Discover what’s going on around you: We’re updating our policies to explain how we get location information depending on the features you decide to use. Millions of people check into their favorite places and use optional features like Nearby Friends (currently only available in some regions). We’re working on ways to show you the most relevant information based on where you are and what your friends are up to. For example, in the future, if you decide to share where you are, you might see menus from restaurants nearby or updates from friends in the area.
Make purchases more convenient: In some regions, we’re testing a Buy button that helps people discover and purchase products without leaving Facebook. We’re also working on new ways to make transactions even more convenient.
Find information about privacy on Facebook at the moment you need it: To make them more accessible, we moved tips and suggestions to Privacy Basics. Our data policy is shorter and clearer, making it easier to read.
Understand how we use the information we receive: For example, understanding battery and signal strength helps make sure our apps work well on your device. We ask for permission to use your phone’s location when we offer optional features like check-ins or adding your location to posts.
Get to know how the family of Facebook companies and apps work together: Over the past few years, Facebook has grown and we want to make sure you know about our family of companiesapps and services. We use the information we collect to improve your experience. For example, if you’re locked out of your Instagram account, you can use your Facebook information to recover your password. Nothing in our updates changes the commitments that Instagram, WhatsApp and other companies have made to protect your information and your privacy.
Your information and advertising: People sometimes ask how their information is shared with advertisers. Nothing is changing with these updates—we help advertisers reach people with relevant ads without telling them who you are. Learn more about adsand how you can control the ads you see.
Giving you more control over ads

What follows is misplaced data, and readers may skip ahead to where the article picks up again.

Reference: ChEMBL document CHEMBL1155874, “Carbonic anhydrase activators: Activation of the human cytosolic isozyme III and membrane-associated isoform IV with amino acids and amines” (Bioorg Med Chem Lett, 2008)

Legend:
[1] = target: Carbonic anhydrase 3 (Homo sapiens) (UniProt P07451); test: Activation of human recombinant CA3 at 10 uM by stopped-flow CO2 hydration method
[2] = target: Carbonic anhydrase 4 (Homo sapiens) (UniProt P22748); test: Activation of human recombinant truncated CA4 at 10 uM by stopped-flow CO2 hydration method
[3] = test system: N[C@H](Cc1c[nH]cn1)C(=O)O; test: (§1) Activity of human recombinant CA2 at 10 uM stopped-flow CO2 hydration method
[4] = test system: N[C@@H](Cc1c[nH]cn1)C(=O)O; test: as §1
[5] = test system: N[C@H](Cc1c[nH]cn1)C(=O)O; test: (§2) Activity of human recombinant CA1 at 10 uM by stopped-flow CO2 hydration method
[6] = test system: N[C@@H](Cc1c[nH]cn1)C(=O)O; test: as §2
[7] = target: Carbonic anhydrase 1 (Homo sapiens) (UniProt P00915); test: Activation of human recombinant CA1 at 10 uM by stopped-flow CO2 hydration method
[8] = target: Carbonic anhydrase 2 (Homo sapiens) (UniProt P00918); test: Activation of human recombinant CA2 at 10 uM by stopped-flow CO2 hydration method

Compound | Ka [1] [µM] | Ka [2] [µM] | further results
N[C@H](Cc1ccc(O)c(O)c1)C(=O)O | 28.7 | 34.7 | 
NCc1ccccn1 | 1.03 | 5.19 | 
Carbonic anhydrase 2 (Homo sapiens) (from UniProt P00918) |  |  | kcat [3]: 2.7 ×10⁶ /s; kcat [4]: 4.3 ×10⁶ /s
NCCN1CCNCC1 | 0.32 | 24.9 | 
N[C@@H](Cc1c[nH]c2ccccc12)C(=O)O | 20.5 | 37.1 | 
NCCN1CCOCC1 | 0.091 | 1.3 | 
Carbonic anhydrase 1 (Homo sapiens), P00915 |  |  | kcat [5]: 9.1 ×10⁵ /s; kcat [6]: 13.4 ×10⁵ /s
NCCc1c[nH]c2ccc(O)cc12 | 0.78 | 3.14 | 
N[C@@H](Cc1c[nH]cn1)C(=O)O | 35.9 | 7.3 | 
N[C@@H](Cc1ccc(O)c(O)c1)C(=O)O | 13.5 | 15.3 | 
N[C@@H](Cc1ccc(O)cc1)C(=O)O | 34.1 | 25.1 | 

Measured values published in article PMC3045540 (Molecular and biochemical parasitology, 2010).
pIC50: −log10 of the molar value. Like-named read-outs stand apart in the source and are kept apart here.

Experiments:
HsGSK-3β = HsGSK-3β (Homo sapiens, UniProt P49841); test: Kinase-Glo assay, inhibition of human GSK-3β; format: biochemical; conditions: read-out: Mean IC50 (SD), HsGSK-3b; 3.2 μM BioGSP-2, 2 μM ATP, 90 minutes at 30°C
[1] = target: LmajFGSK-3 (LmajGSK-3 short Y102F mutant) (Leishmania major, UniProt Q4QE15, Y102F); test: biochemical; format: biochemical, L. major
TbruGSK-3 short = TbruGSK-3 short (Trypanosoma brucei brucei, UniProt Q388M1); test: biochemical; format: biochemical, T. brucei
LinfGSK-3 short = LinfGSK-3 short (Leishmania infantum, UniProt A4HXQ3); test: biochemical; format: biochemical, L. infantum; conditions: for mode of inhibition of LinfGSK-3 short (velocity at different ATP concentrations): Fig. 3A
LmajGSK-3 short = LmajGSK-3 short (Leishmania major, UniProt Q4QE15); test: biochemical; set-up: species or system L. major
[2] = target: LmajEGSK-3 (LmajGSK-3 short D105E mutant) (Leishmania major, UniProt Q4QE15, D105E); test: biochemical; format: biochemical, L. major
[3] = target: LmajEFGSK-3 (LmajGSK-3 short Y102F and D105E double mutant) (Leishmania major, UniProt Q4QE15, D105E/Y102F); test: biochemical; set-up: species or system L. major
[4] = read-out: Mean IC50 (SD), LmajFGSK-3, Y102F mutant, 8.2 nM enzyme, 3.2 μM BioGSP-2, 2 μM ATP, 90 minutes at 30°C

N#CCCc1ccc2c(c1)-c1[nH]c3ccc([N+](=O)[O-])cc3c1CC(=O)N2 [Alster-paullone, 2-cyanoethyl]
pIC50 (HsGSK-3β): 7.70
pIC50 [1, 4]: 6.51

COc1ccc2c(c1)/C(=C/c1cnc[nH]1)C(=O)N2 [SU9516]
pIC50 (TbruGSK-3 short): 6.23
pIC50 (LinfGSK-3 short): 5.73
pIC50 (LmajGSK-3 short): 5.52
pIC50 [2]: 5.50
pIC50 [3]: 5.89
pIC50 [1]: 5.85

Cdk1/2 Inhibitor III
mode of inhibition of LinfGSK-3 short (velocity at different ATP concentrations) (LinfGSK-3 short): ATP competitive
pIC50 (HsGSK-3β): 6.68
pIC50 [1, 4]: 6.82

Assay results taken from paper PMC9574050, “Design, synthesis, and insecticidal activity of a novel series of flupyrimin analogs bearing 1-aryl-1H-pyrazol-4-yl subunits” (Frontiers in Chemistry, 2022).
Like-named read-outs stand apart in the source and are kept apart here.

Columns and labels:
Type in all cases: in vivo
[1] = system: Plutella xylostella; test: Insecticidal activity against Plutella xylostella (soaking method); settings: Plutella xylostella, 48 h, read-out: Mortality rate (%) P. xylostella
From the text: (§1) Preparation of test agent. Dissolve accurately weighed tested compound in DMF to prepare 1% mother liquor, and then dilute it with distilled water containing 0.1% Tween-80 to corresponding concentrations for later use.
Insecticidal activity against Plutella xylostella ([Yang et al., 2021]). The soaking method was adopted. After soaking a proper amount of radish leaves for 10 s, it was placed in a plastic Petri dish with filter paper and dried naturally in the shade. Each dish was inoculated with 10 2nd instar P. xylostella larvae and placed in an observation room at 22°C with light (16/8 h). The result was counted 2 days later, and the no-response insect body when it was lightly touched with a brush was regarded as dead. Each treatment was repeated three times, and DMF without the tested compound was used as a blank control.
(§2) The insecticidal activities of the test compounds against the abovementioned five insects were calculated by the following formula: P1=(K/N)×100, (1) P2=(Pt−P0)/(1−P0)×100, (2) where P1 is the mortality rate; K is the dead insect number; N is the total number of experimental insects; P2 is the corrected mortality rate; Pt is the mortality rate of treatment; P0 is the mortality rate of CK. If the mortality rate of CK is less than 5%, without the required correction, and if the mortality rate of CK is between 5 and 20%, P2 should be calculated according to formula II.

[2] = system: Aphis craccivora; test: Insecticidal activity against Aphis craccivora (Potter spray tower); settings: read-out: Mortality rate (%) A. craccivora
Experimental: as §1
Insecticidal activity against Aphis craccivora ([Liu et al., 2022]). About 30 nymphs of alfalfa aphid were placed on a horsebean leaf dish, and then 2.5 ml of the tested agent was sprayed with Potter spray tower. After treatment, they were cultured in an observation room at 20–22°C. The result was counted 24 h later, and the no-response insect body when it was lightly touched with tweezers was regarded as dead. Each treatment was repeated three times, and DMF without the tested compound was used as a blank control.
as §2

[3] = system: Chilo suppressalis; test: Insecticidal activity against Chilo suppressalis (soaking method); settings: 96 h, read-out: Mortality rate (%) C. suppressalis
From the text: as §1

We’ve heard from some of you that it can be difficult to control the types of ads you see if you use multiple devices and browsers. In the past, if you opted out of certain kinds of advertising on your laptop, that choice may not have been applied for ads on your phone. We know that many people use more than one phone, tablet or browser to access Facebook, so it should be easy for you to make a single choice that applies across all of your devices.
That’s why Facebook respects the choices you make about the ads you see, across every device. You can opt out of seeing ads on Facebook based on the apps and sites you use through the Digital Advertising Alliance. You can also opt out using controls on iOS and Android. When you tell us you don’t want to see these types of ads, your decision automatically applies to every device you use to access Facebook. Also, we’re now making ad preferences available in additional countries, beginning with Australia, Canada, France, Germany, Ireland and the UK.
We hope these updates improve your experience. Protecting people’s information and providing meaningful privacy controls are at the core of everything we do, and we believe these announcements are an important step.

So what does this mean to the average Facebook user?  More simple controls over your privacy, right at your fingertips. This has needed to happen for some time now, and Facebook is finally responding to requests for a more simplistic and easier to understand policy system.  BUT, as with all terms of service within the digital world, these privacy controls are only as good as the user. So take this opportunity to review Privacy Basics and to review your own privacy settings on Facebook and other social platforms.